A Genetic Test You Don’t Need

As a geneticist and researcher, I believe in the power of genetic testing. By identifying genetic mutations, we can improve care and save lives. But just because we can test something doesn’t always mean we should. Take the MTHFR gene, for example. MTHFR codes for an enzyme that helps your body convert homocysteine into an … Read More

Salt and Sleep: A Personal Story of Food and Genes

People react differently to food — and it’s not just about what flavors you prefer. I’ve written before about the science of nutrigenomics, which deals with how certain foods affect individuals based on their genes. Take salt, for example. Some people are more sensitive to the negative effects of salt than others. I discovered this … Read More

5 Smart Questions You Need to Ask Your Doctor

As you leave your doctor’s office, you think, “Oh, I forgot to ask…” It happens to all of us. That’s why in my previous post about making the most of your doctor’s appointment, I recommended writing your questions down. But what should those questions be? You’ll have your own questions based on your personal health … Read More

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For Breast Cancer Prevention, Family Matters

When 24-year-old Allyn Rose announced in November 2012 that she would be undergoing a prophylactic double mastectomy, she sent shockwaves through the media. Why would a beauty queen — Miss District of Columbia in 2012 and a Miss America contestant in 2013 — decide to have both of her breasts removed? She shared her answer … Read More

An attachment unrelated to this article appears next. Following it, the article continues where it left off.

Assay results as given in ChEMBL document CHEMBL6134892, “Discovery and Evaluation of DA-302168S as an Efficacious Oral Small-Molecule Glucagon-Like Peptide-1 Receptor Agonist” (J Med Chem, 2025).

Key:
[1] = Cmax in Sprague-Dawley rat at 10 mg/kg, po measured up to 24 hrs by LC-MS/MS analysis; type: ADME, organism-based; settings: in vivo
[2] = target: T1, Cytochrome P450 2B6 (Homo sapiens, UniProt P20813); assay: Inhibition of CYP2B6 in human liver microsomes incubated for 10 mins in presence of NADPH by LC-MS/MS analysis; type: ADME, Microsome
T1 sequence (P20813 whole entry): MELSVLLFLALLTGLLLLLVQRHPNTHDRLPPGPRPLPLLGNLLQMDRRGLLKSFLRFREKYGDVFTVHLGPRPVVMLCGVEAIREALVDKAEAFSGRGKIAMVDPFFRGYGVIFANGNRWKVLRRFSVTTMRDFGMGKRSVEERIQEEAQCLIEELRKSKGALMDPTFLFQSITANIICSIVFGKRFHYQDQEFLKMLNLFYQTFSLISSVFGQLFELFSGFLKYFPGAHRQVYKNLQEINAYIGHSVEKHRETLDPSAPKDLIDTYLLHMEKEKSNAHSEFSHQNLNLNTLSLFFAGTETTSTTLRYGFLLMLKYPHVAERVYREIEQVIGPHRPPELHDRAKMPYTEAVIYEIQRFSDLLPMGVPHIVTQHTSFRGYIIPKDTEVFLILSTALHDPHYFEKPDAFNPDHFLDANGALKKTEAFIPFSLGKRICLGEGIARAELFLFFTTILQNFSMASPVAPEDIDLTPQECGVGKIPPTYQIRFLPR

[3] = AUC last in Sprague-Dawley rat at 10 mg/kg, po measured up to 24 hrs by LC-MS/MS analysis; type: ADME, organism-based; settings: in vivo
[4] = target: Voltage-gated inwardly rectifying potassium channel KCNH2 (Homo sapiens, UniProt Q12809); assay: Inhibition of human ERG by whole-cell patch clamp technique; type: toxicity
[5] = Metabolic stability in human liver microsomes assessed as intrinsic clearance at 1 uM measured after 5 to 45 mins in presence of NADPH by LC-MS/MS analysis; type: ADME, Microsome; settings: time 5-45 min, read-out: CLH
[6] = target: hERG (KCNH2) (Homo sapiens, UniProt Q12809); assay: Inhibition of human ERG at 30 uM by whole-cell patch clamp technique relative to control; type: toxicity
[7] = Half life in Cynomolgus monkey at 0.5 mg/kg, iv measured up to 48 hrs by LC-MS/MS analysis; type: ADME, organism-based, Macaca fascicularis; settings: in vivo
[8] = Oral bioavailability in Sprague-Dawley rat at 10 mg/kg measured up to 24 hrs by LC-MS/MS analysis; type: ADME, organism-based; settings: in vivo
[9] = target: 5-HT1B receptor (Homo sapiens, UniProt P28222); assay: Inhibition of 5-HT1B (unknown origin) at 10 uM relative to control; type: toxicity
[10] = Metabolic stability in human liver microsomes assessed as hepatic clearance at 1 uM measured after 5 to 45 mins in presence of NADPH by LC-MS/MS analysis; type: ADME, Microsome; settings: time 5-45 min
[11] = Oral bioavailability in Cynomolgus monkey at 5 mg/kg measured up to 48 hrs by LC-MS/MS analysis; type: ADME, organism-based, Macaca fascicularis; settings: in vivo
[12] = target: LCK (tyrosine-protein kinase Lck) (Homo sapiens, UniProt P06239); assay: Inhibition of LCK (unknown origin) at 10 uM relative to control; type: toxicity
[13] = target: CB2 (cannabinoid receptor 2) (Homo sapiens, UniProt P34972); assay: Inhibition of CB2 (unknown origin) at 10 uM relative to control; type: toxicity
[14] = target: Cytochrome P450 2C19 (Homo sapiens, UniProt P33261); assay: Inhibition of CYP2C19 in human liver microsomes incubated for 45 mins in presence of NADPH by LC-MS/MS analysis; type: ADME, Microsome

4 Ways the Human Genome Project Changed Medicine

Researchers are devoted to figuring out what makes you and me tick — and then making us tick better. Based on that idea, the Human Genome Project was a massive milestone. Results of this international project were announced in April 2003. Researchers set out to identify the 20,000–25,000 genes in our DNA and then give … Read More

Lynch Syndrome and the Genetics of Colon Cancer

If you are 50 or older, you probably know you need regular screenings to prevent colon cancer. But did you know that some people need screenings much earlier in life? For people with Lynch syndrome, the most common genetic cause of colorectal cancer, the risk starts as early as age 25. Fortunately, knowing if you … Read More

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What Genetic Counselors Can Do for You

The world of genetics can seem complex and even baffling to a lot of people — especially those who think of science as a foreign language. If that’s the case for you, I have good news: You don’t have to figure genetics out on your own. That’s a genetic counselor’s job. They help make sense … Read More

Healthcare: A Galaxy of Feelings

Patients come to the hospital at the most vulnerable times in their lives. They’re faced with critical conditions. They’re frightened. They need the full attention of dedicated caregivers.

But disease and injuries are complex. Caregivers need to focus on test results, data, disease processes, logistics and, of course, the patient.